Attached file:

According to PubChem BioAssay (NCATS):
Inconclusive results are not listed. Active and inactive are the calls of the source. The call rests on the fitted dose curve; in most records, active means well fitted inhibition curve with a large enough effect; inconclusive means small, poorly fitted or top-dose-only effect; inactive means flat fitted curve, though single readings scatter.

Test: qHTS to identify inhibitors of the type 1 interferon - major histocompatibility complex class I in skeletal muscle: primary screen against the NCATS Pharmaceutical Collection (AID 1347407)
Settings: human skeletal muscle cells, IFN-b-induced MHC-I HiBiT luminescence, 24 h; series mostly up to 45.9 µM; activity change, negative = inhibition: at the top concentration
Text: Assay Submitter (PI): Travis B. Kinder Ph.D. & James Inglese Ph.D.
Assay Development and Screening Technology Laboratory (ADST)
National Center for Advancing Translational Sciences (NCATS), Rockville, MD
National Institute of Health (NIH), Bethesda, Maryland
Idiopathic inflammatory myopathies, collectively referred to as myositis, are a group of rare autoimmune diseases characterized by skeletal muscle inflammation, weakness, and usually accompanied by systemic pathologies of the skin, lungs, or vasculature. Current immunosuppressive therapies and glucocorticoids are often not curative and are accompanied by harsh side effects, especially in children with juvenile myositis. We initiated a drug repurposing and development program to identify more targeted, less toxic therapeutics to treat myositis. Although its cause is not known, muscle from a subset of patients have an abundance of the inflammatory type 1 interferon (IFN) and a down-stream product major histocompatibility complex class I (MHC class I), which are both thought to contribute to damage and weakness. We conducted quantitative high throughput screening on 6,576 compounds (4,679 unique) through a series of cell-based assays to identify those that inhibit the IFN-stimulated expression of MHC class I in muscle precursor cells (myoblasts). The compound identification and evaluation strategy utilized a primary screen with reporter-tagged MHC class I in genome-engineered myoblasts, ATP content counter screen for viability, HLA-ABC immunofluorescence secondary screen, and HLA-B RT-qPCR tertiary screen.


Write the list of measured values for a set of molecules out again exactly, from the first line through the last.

According to PubChem BioAssay (NCATS):
Inconclusive results are not listed. Active and inactive are the calls of the source. The call rests on the fitted dose curve; in most records, active means well fitted inhibition curve with a large enough effect; inconclusive means small, poorly fitted or top-dose-only effect; inactive means flat fitted curve, though single readings scatter.

Test: qHTS to identify inhibitors of the type 1 interferon - major histocompatibility complex class I in skeletal muscle: primary screen against the NCATS Pharmaceutical Collection (AID 1347407)
Settings: human skeletal muscle cells, IFN-b-induced MHC-I HiBiT luminescence, 24 h; series mostly up to 45.9 µM; activity change, negative = inhibition: at the top concentration
Text: Assay Submitter (PI): Travis B. Kinder Ph.D. & James Inglese Ph.D.
Assay Development and Screening Technology Laboratory (ADST)
National Center for Advancing Translational Sciences (NCATS), Rockville, MD
National Institute of Health (NIH), Bethesda, Maryland
Idiopathic inflammatory myopathies, collectively referred to as myositis, are a group of rare autoimmune diseases characterized by skeletal muscle inflammation, weakness, and usually accompanied by systemic pathologies of the skin, lungs, or vasculature. Current immunosuppressive therapies and glucocorticoids are often not curative and are accompanied by harsh side effects, especially in children with juvenile myositis. We initiated a drug repurposing and development program to identify more targeted, less toxic therapeutics to treat myositis. Although its cause is not known, muscle from a subset of patients have an abundance of the inflammatory type 1 interferon (IFN) and a down-stream product major histocompatibility complex class I (MHC class I), which are both thought to contribute to damage and weakness. We conducted quantitative high throughput screening on 6,576 compounds (4,679 unique) through a series of cell-based assays to identify those that inhibit the IFN-stimulated expression of MHC class I in muscle precursor cells (myoblasts). The compound identification and evaluation strategy utilized a primary screen with reporter-tagged MHC class I in genome-engineered myoblasts, ATP content counter screen for viability, HLA-ABC immunofluorescence secondary screen, and HLA-B RT-qPCR tertiary screen.